Man finds closure in brother's WWII death

July 05, 2009|By JANET HEIM

WILLIAMSPORT -- Tears and wine flowed on Memorial Day weekend as the family of Jason H. Barron traveled to France for celebrations of his service and to reclaim his battle-scarred helmet.

Emerson Barron of Williamsport wondered for 64 years how his brother, Jason Barron, died during World War II.

He got details and retrieved his brother's helmet on the trip to Lougé-sur-Maire, France, near the city of Fromentel. He was accompanied by his daughter and son-in-law, Linda and Brian Heinrich of Hagerstown, and his grandson and family, Ryan, Holly and Carter Barron of Milton, Del.

Jason Barron, of Somerset, Pa., and five other U.S. soldiers died on a French country road on Aug. 17, 1944. That area, near Fromentel, was named "Purple Heart Corner" because of the heavy casualties there.

The family has learned that Barron, a 1st lieutenant in the U.S. Army, and his men were killed by German fire as they took cover behind a tank. Barron's helmet bears a bullet hole. He was posthumously awarded the Silver Star, the third-highest military decoration, which is awarded for gallantry in action.


On the trip, the family also discovered the depth of gratitude the French villagers have for the American soldiers who fought for their liberation after six years of German occupation.

The six American soldiers and more than 700 soldiers of all nationalities were buried in a temporary cemetery in Gorron, the site of one of the weekend's commemorations.

Of the six soldiers, Jason Barron is the only one whose remains are interred at Brittany American Cemetery and Memorial in St. James, France. The bodies of the other five soldiers were returned to the United States for burial.

It was the rediscovery of Jason Barron's helmet, found on the road following his death, that led to the recent recognition in France. A villager discovered it after the bodies were removed in 1944 and tucked the helmet away in a closet, only to come across it about five years ago.

The helmet was clearly marked with Barron's name and identification number, which prompted an Internet search to find his family. The search led to Emerson Barron, a younger brother of Jason's.

Emerson Barron's daughter, Linda Heinrich, took charge of the e-mail correspondence. Plans began developing for a ceremony to return Jason's helmet to his family.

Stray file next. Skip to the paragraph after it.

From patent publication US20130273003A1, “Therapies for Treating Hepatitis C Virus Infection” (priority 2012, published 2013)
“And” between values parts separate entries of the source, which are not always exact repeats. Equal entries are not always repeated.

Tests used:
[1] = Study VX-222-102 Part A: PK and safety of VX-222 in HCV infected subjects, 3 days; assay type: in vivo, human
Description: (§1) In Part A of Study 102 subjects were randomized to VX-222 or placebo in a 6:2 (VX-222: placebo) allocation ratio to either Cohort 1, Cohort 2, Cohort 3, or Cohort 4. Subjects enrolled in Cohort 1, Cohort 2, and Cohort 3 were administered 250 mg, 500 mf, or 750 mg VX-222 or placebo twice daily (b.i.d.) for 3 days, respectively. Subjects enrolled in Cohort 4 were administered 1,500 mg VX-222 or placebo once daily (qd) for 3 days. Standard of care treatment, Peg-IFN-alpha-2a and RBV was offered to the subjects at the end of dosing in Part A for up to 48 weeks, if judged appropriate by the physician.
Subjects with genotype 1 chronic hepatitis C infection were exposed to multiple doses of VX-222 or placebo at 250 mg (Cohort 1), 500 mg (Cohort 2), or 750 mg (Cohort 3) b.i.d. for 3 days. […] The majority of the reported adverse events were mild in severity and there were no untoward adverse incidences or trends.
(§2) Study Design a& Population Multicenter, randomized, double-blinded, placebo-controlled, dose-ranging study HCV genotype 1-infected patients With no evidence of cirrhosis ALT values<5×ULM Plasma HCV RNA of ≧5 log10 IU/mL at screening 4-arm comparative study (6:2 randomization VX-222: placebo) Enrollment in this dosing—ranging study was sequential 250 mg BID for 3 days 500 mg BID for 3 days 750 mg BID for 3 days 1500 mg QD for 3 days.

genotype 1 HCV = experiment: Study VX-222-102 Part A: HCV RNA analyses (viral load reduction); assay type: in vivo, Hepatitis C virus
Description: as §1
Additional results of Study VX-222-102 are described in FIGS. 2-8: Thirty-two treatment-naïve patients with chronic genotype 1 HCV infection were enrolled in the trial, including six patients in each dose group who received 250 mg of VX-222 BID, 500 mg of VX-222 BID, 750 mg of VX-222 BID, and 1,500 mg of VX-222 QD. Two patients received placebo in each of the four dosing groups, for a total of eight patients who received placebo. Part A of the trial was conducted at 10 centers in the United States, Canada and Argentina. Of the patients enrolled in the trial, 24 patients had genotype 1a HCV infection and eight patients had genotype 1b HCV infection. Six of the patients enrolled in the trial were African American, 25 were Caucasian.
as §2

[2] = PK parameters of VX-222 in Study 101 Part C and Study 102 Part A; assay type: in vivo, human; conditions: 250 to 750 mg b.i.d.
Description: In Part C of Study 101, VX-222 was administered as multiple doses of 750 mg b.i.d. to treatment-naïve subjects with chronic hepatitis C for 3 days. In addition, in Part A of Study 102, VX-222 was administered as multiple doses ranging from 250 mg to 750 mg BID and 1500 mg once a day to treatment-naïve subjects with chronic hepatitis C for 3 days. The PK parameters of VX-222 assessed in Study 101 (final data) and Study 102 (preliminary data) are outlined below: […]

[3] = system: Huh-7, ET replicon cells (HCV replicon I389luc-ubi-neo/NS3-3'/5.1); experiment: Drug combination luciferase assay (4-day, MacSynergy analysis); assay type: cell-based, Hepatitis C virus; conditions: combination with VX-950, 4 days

In the process of making travel plans to France, Linda Heinrich began her own Internet search to locate the families of the five other soldiers. She found the sister of Staff Sgt. Levy Guidry from Louisiana.

Joan Eymard and her husband, Hilton, also made the trip to France, and their ability to speak Cajun French aided in communicating with their hosts, Heinrich said. Eymard, who was 4 years old when her brother died, said her mother died without knowing what happened to her son.

Heinrich has since found family members of all the other soldiers.

The Barrons and Heinrichs expected a short ceremony with a presentation of the helmet to Emerson. Instead, they were feted with three days of lavish meals, gift presentations and "pomp and circumstance," Linda Heinrich said.

Gifts, mail and e-mails are still pouring in. The family even received in the mail an edited video DVD of the highlights of the weekend.

They visited the World War II monument at Normandy, then dined at the home of Roger Bignon, whose family home is within about 300 yards of where the soldiers died.

Plaques were unveiled at the statue of a soldier outside the local church, as well as at the spot where the six soldiers died. The stone buildings, cobblestone roads and farm fields probably look much the same as they did in 1944, the Heinrichs said.

"It was unbelievable the emotion that was there," Brian Heinrich said. He added that many French newspapers covered the events of the weekend and said that even a newspaper reporter seemed "very touched" by what was happening.

Despite the language barrier, Linda Heinrich summed up the experience this way:

"The spoken language was difficult to understand, but the language of the heart was loud and clear," she said.

In an e-mail she sent from France, Heinrich wrote: "We have been treated like royalty ... This experience has been life-changing."

Emerson Barron visited his brother's grave site 15 years ago with one of his grandsons. His memory of that visit was that they were treated well at the cemetery, but he vowed he would never return to France after being treated rudely in a Parisian restaurant.

Ultimately, he decided to put that memory aside to honor his brother and is thankful for the experience.

"I wouldn't have missed it for the world ... To me, it was a tear-jerker. You could see the emotions on their faces," he said.

Emerson Barron was one of many speakers that weekend. He told those gathered that he now has closure and hopes the recurring dreams he has of his brother will cease.

"From the bottom of my heart, I want you to know how much I appreciate what you have done for my family and myself ... When I return with my family to the United States, I will be one of the best ambassadors France could ever have," Barron said.

He said he also hopes that, with his brother's helmet in hand, he and his family can educate younger generations about the importance of freedom and those who gave their lives for it.

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